At a press event Tuesday at Schmitt’s Family Farm in Melville, Long Island Farm Bureau executive director Joe Gergela said that as lawmakers continue to work on drafting the Long Island Pollution Control bill, they must take care to provide adequate funding for research and stewardship programs that can teach growers “how to do it better,” by way of groundwater protection.

“There are high expectations by the public,” Mr. Gergela said. “They want us to farm responsibly, and these guys are doing just that.”

The bill would establish and implement a water quality protection plan aimed at reducing nitrogen levels in ground and surface waters across Long Island. At present, it’s unclear what specific regulations might be incorporated into the bill, Mr. Gergela said.

But in order for the agriculture industry to progress, he said, growers will first need science to progress.

Karen Rivara, a shellfish aquaculturist who also serves as the farm bureau’s president, said it’s in the agricultural community’s interest to protect groundwater.

“Our livelihoods, and the public’s health, depend on it,” she said, citing a personal economic loss of about $80,000 in shellfish stock last season at her farm, Aeros Cultured Oyster in Southold, because of rust tide that plagued the Peconic Bays.

“We feel strongly about the need for comprehensive planning of water quality protection,” Ms. Rivara said. “The LIFB is seeking funding from the state to continue and expand upon scientifically based methods we’ve been using for quite some time in addressing Long Island’s water quality issues.”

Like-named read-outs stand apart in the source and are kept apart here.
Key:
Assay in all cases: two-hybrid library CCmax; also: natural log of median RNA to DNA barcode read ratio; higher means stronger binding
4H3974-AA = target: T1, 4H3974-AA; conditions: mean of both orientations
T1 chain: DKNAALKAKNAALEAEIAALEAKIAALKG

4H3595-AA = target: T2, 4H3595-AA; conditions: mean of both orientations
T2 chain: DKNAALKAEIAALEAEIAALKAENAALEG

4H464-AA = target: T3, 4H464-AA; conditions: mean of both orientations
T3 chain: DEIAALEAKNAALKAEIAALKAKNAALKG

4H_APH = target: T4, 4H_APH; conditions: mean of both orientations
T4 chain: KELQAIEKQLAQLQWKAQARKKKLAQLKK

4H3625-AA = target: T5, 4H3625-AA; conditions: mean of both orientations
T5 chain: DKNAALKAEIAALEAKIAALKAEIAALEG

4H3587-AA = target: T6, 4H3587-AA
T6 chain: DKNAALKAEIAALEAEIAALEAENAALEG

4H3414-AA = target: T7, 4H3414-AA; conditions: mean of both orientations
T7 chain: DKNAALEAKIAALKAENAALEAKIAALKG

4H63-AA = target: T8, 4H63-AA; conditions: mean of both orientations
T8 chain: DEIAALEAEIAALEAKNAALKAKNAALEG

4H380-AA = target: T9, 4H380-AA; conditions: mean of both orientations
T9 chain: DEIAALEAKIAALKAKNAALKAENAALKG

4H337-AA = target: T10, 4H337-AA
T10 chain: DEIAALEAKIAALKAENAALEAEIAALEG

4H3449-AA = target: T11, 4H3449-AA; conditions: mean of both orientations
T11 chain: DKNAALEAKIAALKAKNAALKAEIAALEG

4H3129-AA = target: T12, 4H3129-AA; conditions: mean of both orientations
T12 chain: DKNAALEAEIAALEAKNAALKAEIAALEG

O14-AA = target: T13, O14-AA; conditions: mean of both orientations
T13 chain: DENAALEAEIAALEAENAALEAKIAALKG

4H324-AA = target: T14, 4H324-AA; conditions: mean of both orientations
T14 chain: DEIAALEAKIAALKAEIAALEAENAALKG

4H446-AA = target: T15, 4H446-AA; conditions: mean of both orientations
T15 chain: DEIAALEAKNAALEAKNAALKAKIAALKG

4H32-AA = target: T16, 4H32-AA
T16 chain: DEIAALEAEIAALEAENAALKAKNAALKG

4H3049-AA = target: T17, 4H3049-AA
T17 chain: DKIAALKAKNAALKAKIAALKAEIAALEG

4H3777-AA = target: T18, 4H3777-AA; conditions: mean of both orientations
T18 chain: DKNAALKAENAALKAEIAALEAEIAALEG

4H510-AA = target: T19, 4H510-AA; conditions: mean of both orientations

Ms. Rivara asked for the help of both state and county officials, including Suffolk County Execute Steve Bellone, county Legislator Al Krupski (D-Cutchogue) as well as Assemblyman Robert Sweeney (D- Lindenhurst) and state Senator Kenneth LaValle (R-Port Jefferson). Mr. LaValle originally proposed the pollution control legislation in August.

Mr. Krupski, a farmer himself, was also at the press conference, along with Vito Minei, executive director of Cornell Cooperative Extension of Suffolk County in Riverhead.

Over the years, Mr. Minei said, advancements in growing techniques have included organic options for pest management and the adoption of slow-release fertilizers, among others. The Cornell Cooperative Extension supports the farming communities through research programs.

And while more research will be needed, Mr. Minei said after the event, funding for his organization “has gone down steadily. ”

He said its agricultural research programs, which are funded at the county, state and federal levels, “have been facing 5 percent cuts, at least, across the board every year.”

About 40 percent of the funding for CCE comes from Suffolk County. The group also gets assistance through private donations.

The press event was also timed to coincide with National Agriculture Day, Mr. Gergela and the others pointed out.

“We are reasonable people,” he said. “We will cooperate and do the best job we can for this industry. We don’t need more regs, more mandates to put around the necks of the farmers when it’s very difficult to invest hundreds of thousands a year [into farming] and it’s very difficult to pay the bills at the end of the year.”